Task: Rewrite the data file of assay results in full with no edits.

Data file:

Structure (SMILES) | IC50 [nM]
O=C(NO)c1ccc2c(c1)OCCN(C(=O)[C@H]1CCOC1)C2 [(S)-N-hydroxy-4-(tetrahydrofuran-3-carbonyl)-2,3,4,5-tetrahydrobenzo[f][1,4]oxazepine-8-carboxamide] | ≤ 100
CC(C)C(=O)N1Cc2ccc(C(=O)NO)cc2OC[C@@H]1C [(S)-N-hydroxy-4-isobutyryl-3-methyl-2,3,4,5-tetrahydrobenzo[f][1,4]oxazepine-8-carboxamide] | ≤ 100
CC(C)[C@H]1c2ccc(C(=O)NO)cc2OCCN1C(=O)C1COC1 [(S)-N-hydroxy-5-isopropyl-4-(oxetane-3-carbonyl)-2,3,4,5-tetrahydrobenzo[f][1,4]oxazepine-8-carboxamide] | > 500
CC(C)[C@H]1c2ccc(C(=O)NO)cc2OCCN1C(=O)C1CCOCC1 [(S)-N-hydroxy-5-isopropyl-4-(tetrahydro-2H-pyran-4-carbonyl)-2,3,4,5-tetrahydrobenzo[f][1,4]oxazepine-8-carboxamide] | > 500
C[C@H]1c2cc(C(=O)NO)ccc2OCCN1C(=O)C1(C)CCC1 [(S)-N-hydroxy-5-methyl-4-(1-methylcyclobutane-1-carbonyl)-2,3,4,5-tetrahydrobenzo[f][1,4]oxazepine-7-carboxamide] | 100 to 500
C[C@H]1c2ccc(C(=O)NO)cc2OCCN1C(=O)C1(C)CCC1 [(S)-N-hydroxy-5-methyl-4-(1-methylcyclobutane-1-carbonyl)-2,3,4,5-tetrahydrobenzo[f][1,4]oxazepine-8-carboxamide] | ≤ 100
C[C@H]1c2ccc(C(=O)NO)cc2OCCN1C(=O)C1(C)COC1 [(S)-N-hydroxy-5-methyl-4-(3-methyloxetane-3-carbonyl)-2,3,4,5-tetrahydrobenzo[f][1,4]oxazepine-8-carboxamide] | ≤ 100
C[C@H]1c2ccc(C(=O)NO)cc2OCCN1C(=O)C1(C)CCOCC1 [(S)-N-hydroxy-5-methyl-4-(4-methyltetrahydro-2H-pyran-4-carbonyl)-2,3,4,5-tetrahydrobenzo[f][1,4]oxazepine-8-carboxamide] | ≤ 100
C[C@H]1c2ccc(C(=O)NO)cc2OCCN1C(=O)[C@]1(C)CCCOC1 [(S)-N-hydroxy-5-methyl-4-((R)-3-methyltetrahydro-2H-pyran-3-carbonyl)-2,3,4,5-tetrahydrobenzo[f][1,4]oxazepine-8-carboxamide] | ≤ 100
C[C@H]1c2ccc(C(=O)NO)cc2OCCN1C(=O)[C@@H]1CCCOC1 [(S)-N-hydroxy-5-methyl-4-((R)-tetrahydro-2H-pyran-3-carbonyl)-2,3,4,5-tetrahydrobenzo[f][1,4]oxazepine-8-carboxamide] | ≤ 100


Structure (SMILES) | IC50 [nM]
O=C(NO)c1ccc2c(c1)OCCN(C(=O)[C@H]1CCOC1)C2 [(S)-N-hydroxy-4-(tetrahydrofuran-3-carbonyl)-2,3,4,5-tetrahydrobenzo[f][1,4]oxazepine-8-carboxamide] | ≤ 100
CC(C)C(=O)N1Cc2ccc(C(=O)NO)cc2OC[C@@H]1C [(S)-N-hydroxy-4-isobutyryl-3-methyl-2,3,4,5-tetrahydrobenzo[f][1,4]oxazepine-8-carboxamide] | ≤ 100
CC(C)[C@H]1c2ccc(C(=O)NO)cc2OCCN1C(=O)C1COC1 [(S)-N-hydroxy-5-isopropyl-4-(oxetane-3-carbonyl)-2,3,4,5-tetrahydrobenzo[f][1,4]oxazepine-8-carboxamide] | > 500
CC(C)[C@H]1c2ccc(C(=O)NO)cc2OCCN1C(=O)C1CCOCC1 [(S)-N-hydroxy-5-isopropyl-4-(tetrahydro-2H-pyran-4-carbonyl)-2,3,4,5-tetrahydrobenzo[f][1,4]oxazepine-8-carboxamide] | > 500
C[C@H]1c2cc(C(=O)NO)ccc2OCCN1C(=O)C1(C)CCC1 [(S)-N-hydroxy-5-methyl-4-(1-methylcyclobutane-1-carbonyl)-2,3,4,5-tetrahydrobenzo[f][1,4]oxazepine-7-carboxamide] | 100 to 500
C[C@H]1c2ccc(C(=O)NO)cc2OCCN1C(=O)C1(C)CCC1 [(S)-N-hydroxy-5-methyl-4-(1-methylcyclobutane-1-carbonyl)-2,3,4,5-tetrahydrobenzo[f][1,4]oxazepine-8-carboxamide] | ≤ 100
C[C@H]1c2ccc(C(=O)NO)cc2OCCN1C(=O)C1(C)COC1 [(S)-N-hydroxy-5-methyl-4-(3-methyloxetane-3-carbonyl)-2,3,4,5-tetrahydrobenzo[f][1,4]oxazepine-8-carboxamide] | ≤ 100
C[C@H]1c2ccc(C(=O)NO)cc2OCCN1C(=O)C1(C)CCOCC1 [(S)-N-hydroxy-5-methyl-4-(4-methyltetrahydro-2H-pyran-4-carbonyl)-2,3,4,5-tetrahydrobenzo[f][1,4]oxazepine-8-carboxamide] | ≤ 100
C[C@H]1c2ccc(C(=O)NO)cc2OCCN1C(=O)[C@]1(C)CCCOC1 [(S)-N-hydroxy-5-methyl-4-((R)-3-methyltetrahydro-2H-pyran-3-carbonyl)-2,3,4,5-tetrahydrobenzo[f][1,4]oxazepine-8-carboxamide] | ≤ 100
C[C@H]1c2ccc(C(=O)NO)cc2OCCN1C(=O)[C@@H]1CCCOC1 [(S)-N-hydroxy-5-methyl-4-((R)-tetrahydro-2H-pyran-3-carbonyl)-2,3,4,5-tetrahydrobenzo[f][1,4]oxazepine-8-carboxamide] | ≤ 100